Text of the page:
First, cloud happened.
Then, the global pandemic ensued and software application developers – particularly those working in environments designed to bring cloud-native functions forward to enable remote connectivity during lockdown and so much more – had a whole lot more work to do.
As we know, the pandemic caused a boom in digital transformation and investment in technology-driven services.
But as businesses push to innovate, they struggle to find fresh talent to aid stretched developer teams, according to Dynatrace.
This has been suggested by research showing that 72% of tech teams have a skills shortage.
Businesses are trying to fill these roles, with 2 million vacancies for tech jobs advertised between May 2021 and 2022.
Show me the money
Meanwhile, organisations are willing to reward candidates generously for the value they bring to the business through these roles, with tech salaries nearly 80% higher than those for non-IT jobs in the UK.
Calculations by Dynatrace, based on average salary data published by recruitment specialists, Michael Page, in its ‘A Guide to Salaries and Skills: Technology’ reports for 2021 and 2022 reveals:
- Front-end developer salaries increased by 22% on average and by 40% at the lower end of the scale
- DevOps engineer salaries increased by 22% on average and by 29% at the lower end of the scale
However, despite this significant annual uplift in salaries, organisations are still struggling to recruit developers quickly enough as the digital skills shortage continues to bite.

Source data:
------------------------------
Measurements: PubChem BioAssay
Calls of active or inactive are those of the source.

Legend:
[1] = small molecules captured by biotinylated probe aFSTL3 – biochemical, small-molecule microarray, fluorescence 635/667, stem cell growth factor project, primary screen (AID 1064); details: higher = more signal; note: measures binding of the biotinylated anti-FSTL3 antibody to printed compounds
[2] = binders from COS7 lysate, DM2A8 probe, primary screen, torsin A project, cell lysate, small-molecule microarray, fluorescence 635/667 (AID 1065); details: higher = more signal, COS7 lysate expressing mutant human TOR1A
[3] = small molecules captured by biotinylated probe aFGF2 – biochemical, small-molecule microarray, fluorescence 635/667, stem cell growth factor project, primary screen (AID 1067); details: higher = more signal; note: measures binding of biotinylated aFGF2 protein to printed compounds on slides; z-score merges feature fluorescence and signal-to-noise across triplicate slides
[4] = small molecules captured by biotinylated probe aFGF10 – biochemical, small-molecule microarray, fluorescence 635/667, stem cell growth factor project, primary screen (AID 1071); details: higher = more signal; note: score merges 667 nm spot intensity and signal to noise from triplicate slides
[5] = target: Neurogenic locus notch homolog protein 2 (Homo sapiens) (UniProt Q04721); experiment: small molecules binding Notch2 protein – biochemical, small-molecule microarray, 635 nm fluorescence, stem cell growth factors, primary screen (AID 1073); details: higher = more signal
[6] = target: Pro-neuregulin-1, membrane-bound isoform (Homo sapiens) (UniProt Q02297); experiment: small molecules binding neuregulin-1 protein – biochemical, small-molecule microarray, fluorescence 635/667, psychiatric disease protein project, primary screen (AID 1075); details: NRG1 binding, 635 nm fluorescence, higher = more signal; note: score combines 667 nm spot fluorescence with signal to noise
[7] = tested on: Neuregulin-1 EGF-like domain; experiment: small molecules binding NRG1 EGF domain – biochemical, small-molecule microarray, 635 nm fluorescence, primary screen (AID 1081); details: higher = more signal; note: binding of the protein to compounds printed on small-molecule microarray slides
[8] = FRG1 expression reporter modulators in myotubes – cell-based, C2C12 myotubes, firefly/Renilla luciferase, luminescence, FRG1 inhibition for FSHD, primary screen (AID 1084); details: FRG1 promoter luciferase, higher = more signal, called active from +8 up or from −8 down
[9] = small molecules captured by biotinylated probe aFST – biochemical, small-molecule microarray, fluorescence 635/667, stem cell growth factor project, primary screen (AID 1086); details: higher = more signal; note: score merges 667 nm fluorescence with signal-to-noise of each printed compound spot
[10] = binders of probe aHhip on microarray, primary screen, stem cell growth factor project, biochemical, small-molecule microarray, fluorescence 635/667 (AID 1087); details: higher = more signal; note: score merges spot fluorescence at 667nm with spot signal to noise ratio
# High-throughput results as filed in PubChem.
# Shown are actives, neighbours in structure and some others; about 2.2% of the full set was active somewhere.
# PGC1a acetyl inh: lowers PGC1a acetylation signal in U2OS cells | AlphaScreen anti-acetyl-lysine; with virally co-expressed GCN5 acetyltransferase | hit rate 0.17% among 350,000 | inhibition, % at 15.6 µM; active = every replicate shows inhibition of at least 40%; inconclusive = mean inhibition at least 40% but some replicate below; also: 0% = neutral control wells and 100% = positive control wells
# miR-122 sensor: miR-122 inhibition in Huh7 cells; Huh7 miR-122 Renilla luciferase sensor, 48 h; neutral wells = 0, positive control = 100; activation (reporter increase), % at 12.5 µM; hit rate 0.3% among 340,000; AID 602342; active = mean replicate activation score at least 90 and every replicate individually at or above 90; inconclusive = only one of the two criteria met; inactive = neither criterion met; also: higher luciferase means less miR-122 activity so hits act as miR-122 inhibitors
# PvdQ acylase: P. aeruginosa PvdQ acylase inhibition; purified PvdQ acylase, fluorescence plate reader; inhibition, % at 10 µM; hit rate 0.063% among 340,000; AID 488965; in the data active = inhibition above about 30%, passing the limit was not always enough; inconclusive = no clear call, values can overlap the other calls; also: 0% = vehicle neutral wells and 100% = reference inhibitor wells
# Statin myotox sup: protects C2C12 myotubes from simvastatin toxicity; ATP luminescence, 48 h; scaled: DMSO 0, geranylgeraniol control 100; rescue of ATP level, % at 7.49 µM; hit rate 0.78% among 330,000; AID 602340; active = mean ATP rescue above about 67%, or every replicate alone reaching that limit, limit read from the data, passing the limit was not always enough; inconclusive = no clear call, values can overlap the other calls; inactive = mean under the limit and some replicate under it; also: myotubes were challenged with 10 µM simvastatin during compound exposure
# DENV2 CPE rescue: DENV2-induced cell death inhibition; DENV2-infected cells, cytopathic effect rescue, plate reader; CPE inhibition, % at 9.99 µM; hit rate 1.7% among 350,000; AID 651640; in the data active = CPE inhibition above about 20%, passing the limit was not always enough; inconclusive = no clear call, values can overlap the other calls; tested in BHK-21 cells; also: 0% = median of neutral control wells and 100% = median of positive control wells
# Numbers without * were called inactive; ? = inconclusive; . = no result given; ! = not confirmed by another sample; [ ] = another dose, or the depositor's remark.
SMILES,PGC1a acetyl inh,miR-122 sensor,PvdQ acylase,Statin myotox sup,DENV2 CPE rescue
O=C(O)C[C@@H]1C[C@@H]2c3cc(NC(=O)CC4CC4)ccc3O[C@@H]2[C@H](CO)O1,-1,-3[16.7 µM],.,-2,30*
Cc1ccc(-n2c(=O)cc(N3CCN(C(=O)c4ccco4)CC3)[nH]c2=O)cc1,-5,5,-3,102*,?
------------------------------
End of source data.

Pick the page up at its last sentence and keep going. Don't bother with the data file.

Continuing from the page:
The difficulty in attracting fresh talent to their teams is piling on the pressure for existing developers, as their workload increases faster than the workforce can grow. If it goes unaddressed, this could increasingly lead to developer burnout, putting digital transformation at risk.
“To enable the digital transformation businesses are heavily investing in, they need to ensure they have the right skills in place,” said Greg Adams, regional vice president, UK & Ireland, Dynatrace.
Adams says that developers are under significant pressure to keep up with innovation cycles, and talent shortages create more work for existing teams.
This leads to developer burnout as teams cannot cope with mounting workloads.
Organisations, it seems, need to do more than increase salaries if they are to reduce developer burnout, otherwise, they risk derailing their digital journeys.
Automation ends frustration
To reduce the risk of burnout, Adams and team suggest that organisations need to reduce unnecessary work and enable developers to spend their time on tasks that matter.
“To do so, they need to automate as many of their routine, easily repeatable processes as possible. This will allow developers to spend more time on innovation and less on manual efforts to keep the lights on. As a result, teams will be less likely to feel the pinch where there is a shortage of talent and keep digital transformation on track,” notes Dynatrace.
The message here is simple enough i.e. investing in more resources in isolation isn’t a sustainable solution.
“Automation, however, can create a real step change,” said Adams. “Augmenting developers’ skills with automation reduces the need for them to manually conduct routine, highly repetitive tasks in the delivery pipeline.”
The suggestion from Dynatrace is that this enables developer teams to focus on developing new features and services and ultimately speed up the delivery of innovation.
Could it be that Dynatrace is winding up a more concerted effort to underline its automation prowess in advance of its Dyantrace Perform Las Vegas 2023 event? Could it be that automation is at the heart of the Dynatrace platform and that this message will now resonate from within more clearly? The Computer Weekly Developer Network team has already packed its toothbrush, we shall see.